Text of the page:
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There is no shortage of passion in our community regarding education and economic development as was evidenced by a recent op-ed in the Rivard Report and ensuing commentary that triggered varying points of view.
While sometimes slightly misguided, this passion, when harnessed in a collaborative and informed way, is what fuels improvement.
Recent portrayals of the San Antonio business community as disengaged from the issue of school reform are less than accurate. Even if this characterization was correct, the business community cannot be held entirely responsible for an issue as large-scale and complex as school improvement. Long-lasting and meaningful change must be driven by the alignment of all accountable parties.
SA Works is the workforce development organization embedded within the San Antonio Economic Development Foundation. Our mission is to align the education and private sectors to meet the immediate, mid-, and long-term needs of industry, while providing economic mobility to the residents of our community.
Our work is supported by three key pillars: cultivating our homegrown talent, supporting and creating opportunities for additional training for incumbent workers, and assisting with the recruitment and retention of top talent in our region.
At the core of these three pillars is employer engagement driven by many of our key industry leaders and representatives of top employers headquartered in San Antonio who comprise the SA Works Industry Advisory Council.
With financial support from the Charles Butt Foundation, the City of San Antonio, and Bexar County, SA Works was created to help bridge the gap that can exist between local P-16 educators and the business community. Because the founding board members recognized the critical link between high-performing school districts and post-secondary institutions and the economic competitiveness of our city, they established SA Works to serve as a much-needed intermediary.
SA Works Council members and their respective companies have increased involvement in significant ways, from providing work-based learning opportunities for youth via job-shadow days and internships that help increase college and career awareness, to serving on industry advisory committees that help quantify local demand. These leaders also inform curriculum development for the new CAST (Centers for Applied Science & Technology) career-themed high schools and influence local and state policy.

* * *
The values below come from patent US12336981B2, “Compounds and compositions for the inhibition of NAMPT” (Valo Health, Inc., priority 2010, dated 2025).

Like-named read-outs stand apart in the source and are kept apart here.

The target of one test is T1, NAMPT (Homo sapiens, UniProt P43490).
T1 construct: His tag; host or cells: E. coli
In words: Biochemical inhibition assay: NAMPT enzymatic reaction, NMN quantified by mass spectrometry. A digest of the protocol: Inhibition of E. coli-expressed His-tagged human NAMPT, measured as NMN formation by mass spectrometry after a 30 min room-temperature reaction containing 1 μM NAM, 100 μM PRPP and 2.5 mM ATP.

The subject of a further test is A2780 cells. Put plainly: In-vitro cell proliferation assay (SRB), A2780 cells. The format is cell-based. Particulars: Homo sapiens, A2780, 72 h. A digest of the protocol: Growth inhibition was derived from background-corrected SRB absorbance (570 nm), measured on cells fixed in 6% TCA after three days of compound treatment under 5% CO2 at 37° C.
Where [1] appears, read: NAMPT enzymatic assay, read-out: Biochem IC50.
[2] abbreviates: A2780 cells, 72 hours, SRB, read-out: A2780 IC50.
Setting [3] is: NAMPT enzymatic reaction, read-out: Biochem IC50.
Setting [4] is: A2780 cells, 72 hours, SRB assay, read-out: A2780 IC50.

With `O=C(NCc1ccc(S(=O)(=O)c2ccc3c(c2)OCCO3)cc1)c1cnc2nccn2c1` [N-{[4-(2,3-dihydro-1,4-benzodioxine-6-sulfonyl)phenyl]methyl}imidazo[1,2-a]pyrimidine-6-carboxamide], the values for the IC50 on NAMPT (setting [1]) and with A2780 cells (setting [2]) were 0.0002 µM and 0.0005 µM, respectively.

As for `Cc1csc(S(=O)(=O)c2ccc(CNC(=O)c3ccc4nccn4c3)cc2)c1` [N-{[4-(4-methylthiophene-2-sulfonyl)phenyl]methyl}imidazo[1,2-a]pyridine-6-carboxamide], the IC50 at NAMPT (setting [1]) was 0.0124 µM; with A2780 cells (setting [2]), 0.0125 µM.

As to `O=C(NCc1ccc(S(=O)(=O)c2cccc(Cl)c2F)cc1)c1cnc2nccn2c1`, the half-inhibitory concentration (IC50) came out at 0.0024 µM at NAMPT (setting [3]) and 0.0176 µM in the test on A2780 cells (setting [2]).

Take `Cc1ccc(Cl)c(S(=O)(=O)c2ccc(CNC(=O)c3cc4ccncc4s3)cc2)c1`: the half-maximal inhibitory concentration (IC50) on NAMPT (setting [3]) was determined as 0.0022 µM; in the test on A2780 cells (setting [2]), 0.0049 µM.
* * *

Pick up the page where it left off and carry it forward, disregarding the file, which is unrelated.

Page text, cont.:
While lack of school funding is a systemic issue that needs to be addressed at the state level, there are challenges we can address at the local level.
The first is a robust pipeline of high-quality, well-trained teachers who are ready to enter the field. With historically low numbers of students interested in teaching, we need creative solutions to attract and retain talented people in the field through better pay, lifelong learning and career growth, rigorous preparation time in local classrooms and, importantly, an instilled respect for the profession.
Second, as a city with one of the highest rates of adult illiteracy in the country, we must instill a love of language and reading in our children. Through programs like Read Charlotte, other cities are tackling this challenge to ensure that all kids, regardless of demographics or geography, have the support necessary to read by the end of third grade. Research correlates that literacy is a critical benchmark for later educational success. We need a balanced commitment across our community to ensure the same for San Antonio youth.
Ten years from now, all jobs will require some form of post-secondary education, but not always a four-year degree. We need to co-create a system that allows each student to reach his or her fullest potential. Organizations point to high school graduation rates as a success metric, but in a knowledge-based, fast-changing economy, we must pay more attention to college persistence to ensure students are college- and career-ready. At CAST schools, the idea is to graduate students with the maximum number of options available so their interests guide the next step.
As one of the most income-segregated cities in the country, the skills gap is a real and growing problem in San Antonio that leads some employers to recruit from outside the region, reduce operations, or consider relocating. This should create a sense of urgency. It is a short-term issue if you are currently recruiting employees in high-demand fields such as high-tech, health care, or advanced manufacturing.
But it is also a long-term issue when considering the San Antonio we envision for the future. Will it be a place where only some students have access to opportunity? Or will we hold ourselves accountable to ensuring that every child entering fourth grade can read and all students graduating from high school are capable of doing college-level math and can successfully pursue their first job?
We all have a role to play in making our schools better through the contribution of our time, talent, and funding. This could mean mentoring, volunteering, or lending your expertise to running for school board trustee and, importantly, voting.
If we don’t prepare local residents – from the youth in our schools to underemployed adults – with the skills industries need, San Antonians will lose out on job opportunities that offer economic mobility for themselves and their families, and we will lose our global competitiveness as a city.